Child visitation issues are often a common contentious issue when parents divorce, but what can you do when your ex-spouse has a history of abusive behavior? NBC News notes that when parents wish to withhold visitation rights because of this issue, nearly 80% of judges believed the accusing parent lacked any proof or credibility.
If a judge grants your ex-spouse visitation rights despite your concerns, there are a few steps you can take to reduce or halt the visits if you believe your child is in danger.
Gain proof of past abuse
You may feel that you have little recourse when it comes to legally withholding child custody visits, but approaching the court with proof of past abuse, whether physical, mental or emotional, may help your case. Present the court with text messages, emails or other written examples. Offering proof of threats against you or the children may help you curtail your ex-spouse’s visitation rights.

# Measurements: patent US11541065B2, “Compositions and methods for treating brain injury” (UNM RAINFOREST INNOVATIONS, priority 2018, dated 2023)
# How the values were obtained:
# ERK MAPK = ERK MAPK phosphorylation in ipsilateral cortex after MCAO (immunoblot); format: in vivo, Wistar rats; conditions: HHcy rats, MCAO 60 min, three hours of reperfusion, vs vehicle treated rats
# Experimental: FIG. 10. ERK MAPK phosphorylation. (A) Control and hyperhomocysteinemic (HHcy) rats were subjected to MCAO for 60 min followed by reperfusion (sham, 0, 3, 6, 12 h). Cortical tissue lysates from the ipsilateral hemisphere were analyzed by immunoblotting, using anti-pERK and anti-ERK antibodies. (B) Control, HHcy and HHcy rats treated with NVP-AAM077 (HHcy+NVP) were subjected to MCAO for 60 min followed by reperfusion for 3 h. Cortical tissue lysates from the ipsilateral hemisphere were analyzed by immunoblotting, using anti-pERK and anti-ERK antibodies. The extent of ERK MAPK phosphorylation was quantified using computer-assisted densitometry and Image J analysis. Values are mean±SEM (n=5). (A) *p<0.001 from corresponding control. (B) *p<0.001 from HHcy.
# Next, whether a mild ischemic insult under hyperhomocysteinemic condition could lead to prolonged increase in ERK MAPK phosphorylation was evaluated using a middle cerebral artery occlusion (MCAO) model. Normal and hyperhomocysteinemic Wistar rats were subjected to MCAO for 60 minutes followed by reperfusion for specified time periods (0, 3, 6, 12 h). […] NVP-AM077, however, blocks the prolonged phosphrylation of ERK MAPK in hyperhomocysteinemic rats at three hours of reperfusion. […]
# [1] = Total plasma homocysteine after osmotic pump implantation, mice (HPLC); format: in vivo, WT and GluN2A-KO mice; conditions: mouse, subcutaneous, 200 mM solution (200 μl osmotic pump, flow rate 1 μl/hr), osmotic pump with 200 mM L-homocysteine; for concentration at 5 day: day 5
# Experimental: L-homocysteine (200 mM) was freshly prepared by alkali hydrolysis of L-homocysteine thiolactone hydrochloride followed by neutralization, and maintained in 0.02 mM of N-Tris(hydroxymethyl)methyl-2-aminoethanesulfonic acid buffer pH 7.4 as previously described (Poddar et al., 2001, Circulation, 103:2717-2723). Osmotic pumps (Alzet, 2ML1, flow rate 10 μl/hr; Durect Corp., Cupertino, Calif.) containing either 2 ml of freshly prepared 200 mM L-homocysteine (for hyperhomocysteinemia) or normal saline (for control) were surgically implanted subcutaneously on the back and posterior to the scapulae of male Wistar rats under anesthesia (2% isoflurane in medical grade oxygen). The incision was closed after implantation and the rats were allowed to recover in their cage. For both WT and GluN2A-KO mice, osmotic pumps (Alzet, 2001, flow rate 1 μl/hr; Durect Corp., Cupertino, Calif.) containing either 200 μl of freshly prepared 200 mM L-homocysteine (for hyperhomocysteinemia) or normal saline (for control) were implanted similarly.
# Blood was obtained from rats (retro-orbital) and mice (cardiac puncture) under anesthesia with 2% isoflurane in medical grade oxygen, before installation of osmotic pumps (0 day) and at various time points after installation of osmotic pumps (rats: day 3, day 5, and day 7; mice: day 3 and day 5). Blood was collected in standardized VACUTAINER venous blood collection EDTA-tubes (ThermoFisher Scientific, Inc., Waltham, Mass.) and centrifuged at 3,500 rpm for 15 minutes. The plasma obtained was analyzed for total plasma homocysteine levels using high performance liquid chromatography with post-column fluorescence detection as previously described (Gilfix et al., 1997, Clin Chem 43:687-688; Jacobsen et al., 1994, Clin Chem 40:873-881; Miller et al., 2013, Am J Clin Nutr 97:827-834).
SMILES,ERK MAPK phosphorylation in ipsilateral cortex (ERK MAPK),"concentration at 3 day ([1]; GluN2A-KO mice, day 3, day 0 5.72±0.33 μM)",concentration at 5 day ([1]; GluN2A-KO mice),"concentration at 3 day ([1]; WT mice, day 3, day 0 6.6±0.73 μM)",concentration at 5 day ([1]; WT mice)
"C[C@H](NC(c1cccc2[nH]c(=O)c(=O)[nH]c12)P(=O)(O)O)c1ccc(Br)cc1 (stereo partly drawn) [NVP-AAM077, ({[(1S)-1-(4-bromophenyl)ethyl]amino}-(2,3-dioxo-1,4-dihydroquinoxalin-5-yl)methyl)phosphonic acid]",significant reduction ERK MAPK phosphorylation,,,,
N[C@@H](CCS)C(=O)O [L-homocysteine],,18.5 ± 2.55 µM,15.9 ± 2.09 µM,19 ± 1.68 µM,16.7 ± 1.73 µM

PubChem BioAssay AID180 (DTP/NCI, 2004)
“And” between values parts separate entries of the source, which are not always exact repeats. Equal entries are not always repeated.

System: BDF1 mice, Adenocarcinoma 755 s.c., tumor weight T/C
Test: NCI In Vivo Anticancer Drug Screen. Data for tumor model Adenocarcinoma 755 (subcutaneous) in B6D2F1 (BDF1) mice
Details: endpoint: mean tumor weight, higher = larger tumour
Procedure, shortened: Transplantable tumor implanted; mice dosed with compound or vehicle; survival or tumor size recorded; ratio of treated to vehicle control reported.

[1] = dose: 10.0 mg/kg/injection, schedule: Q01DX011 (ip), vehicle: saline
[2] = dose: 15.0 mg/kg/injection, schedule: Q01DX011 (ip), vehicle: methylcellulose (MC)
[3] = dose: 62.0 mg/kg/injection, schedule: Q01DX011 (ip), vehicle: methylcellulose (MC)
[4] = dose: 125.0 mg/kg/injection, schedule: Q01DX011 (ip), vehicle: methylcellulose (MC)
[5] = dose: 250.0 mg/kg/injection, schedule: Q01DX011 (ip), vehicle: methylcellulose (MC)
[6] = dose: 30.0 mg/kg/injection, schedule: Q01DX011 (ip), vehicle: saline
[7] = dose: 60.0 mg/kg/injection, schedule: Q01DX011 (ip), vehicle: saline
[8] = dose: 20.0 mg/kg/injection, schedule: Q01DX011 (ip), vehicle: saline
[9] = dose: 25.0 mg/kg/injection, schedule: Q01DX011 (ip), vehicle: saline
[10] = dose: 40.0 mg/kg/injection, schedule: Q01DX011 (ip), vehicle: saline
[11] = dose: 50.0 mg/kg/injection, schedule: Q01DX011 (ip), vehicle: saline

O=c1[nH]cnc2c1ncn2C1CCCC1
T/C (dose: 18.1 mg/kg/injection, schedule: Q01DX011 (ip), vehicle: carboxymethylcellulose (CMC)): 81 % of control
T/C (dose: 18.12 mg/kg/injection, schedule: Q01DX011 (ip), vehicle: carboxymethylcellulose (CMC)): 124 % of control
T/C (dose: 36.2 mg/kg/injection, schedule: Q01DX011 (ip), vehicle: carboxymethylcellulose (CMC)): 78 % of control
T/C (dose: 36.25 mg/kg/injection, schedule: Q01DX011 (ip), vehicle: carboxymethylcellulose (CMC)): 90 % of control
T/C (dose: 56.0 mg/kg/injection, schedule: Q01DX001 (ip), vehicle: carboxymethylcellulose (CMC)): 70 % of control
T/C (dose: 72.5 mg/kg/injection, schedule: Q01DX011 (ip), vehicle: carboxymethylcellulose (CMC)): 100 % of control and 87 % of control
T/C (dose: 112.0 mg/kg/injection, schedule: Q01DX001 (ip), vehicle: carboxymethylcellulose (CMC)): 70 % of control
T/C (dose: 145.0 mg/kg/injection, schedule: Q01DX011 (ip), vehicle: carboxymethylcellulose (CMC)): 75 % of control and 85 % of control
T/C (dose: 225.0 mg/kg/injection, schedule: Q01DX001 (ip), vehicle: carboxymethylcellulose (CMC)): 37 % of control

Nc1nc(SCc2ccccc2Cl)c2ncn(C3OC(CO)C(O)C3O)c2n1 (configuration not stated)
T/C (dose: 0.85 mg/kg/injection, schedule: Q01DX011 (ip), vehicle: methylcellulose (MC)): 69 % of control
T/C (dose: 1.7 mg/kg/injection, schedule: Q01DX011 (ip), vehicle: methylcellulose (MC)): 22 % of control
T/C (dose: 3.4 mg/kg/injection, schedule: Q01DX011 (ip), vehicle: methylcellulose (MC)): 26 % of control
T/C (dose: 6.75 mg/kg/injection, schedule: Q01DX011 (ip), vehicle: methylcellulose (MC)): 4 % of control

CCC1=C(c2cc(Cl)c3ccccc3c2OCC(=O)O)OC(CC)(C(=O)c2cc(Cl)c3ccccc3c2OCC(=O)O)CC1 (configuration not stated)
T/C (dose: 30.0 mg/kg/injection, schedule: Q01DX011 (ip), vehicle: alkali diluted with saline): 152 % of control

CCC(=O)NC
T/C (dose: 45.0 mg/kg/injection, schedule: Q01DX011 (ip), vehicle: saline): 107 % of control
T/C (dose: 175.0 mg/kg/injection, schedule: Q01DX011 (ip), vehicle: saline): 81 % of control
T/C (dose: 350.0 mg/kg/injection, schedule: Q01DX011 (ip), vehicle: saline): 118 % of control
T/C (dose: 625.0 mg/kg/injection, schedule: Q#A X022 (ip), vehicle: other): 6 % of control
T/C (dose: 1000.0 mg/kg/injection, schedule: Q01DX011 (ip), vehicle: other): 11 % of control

Speak to your attorney
If you want to speak to the judge about these allegations, then let your attorney know so you can move through legal channels. This is usually the best way to address your concerns because if you try to withhold visitation rights on your own, you may end up making trouble for yourself with the courts if your ex-spouse reports you.
While working through legal channels to block your ex’s child visitation rights can seem frustrating, asking for support this way is usually more effective than taking matters into your own hands. Currently, the justice system seeks to train judges in a manner that may allow them to make better decisions when these types of problems arise.